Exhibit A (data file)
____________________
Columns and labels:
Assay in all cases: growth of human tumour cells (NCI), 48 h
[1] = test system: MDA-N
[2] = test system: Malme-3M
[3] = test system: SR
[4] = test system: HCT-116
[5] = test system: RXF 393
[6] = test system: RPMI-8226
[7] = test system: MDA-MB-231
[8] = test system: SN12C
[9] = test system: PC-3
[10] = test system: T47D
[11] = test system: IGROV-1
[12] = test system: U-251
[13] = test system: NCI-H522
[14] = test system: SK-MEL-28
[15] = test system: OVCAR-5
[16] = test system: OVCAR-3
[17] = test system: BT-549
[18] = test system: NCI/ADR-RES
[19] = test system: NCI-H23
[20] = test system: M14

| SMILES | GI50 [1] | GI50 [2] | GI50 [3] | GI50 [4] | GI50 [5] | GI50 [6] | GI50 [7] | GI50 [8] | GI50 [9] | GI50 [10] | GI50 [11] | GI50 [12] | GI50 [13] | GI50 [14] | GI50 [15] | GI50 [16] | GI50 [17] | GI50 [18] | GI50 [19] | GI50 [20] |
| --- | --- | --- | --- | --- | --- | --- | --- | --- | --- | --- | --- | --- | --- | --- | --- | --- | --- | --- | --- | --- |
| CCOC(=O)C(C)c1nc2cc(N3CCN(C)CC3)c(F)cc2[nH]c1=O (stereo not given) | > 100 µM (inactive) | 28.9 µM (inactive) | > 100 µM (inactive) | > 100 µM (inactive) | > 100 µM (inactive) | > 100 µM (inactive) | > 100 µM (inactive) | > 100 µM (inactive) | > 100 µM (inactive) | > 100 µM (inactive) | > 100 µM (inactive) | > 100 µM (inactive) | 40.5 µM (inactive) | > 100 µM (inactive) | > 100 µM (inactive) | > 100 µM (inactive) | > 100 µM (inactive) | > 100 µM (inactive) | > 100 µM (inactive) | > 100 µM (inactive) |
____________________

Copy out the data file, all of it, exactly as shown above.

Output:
Columns and labels:
Assay in all cases: growth of human tumour cells (NCI), 48 h
[1] = test system: MDA-N
[2] = test system: Malme-3M
[3] = test system: SR
[4] = test system: HCT-116
[5] = test system: RXF 393
[6] = test system: RPMI-8226
[7] = test system: MDA-MB-231
[8] = test system: SN12C
[9] = test system: PC-3
[10] = test system: T47D
[11] = test system: IGROV-1
[12] = test system: U-251
[13] = test system: NCI-H522
[14] = test system: SK-MEL-28
[15] = test system: OVCAR-5
[16] = test system: OVCAR-3
[17] = test system: BT-549
[18] = test system: NCI/ADR-RES
[19] = test system: NCI-H23
[20] = test system: M14

| SMILES | GI50 [1] | GI50 [2] | GI50 [3] | GI50 [4] | GI50 [5] | GI50 [6] | GI50 [7] | GI50 [8] | GI50 [9] | GI50 [10] | GI50 [11] | GI50 [12] | GI50 [13] | GI50 [14] | GI50 [15] | GI50 [16] | GI50 [17] | GI50 [18] | GI50 [19] | GI50 [20] |
| --- | --- | --- | --- | --- | --- | --- | --- | --- | --- | --- | --- | --- | --- | --- | --- | --- | --- | --- | --- | --- |
| CCOC(=O)C(C)c1nc2cc(N3CCN(C)CC3)c(F)cc2[nH]c1=O (stereo not given) | > 100 µM (inactive) | 28.9 µM (inactive) | > 100 µM (inactive) | > 100 µM (inactive) | > 100 µM (inactive) | > 100 µM (inactive) | > 100 µM (inactive) | > 100 µM (inactive) | > 100 µM (inactive) | > 100 µM (inactive) | > 100 µM (inactive) | > 100 µM (inactive) | 40.5 µM (inactive) | > 100 µM (inactive) | > 100 µM (inactive) | > 100 µM (inactive) | > 100 µM (inactive) | > 100 µM (inactive) | > 100 µM (inactive) | > 100 µM (inactive) |